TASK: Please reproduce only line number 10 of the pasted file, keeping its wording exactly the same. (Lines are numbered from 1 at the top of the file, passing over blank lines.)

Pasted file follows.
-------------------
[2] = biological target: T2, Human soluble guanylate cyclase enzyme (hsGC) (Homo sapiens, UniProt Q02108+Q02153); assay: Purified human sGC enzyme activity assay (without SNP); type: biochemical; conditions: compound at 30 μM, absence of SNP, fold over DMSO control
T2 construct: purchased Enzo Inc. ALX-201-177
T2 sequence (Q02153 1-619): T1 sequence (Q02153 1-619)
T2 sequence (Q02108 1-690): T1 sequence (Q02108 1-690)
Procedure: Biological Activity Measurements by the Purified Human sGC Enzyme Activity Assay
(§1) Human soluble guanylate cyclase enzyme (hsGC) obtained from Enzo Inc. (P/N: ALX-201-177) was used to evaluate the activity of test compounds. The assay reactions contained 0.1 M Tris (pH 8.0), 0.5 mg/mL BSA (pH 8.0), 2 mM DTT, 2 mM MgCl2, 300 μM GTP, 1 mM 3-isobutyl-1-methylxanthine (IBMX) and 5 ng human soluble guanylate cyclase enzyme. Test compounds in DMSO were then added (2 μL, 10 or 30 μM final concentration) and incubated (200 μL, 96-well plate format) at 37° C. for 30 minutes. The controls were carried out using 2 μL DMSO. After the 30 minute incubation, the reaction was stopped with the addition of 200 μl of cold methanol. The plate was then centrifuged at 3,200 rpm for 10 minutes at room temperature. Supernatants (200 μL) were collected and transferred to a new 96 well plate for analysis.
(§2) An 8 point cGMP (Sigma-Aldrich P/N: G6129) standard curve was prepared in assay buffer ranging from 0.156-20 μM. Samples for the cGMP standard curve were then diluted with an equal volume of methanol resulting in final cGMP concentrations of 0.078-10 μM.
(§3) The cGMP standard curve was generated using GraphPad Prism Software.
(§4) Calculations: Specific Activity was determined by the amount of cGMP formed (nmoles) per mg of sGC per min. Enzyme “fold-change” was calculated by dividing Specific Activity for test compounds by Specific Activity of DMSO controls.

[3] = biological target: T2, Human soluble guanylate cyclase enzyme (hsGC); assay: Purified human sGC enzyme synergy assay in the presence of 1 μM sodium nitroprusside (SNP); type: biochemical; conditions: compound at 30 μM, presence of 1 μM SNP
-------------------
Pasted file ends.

[3] = biological target: T2, Human soluble guanylate cyclase enzyme (hsGC); assay: Purified human sGC enzyme synergy assay in the presence of 1 μM sodium nitroprusside (SNP); type: biochemical; conditions: compound at 30 μM, presence of 1 μM SNP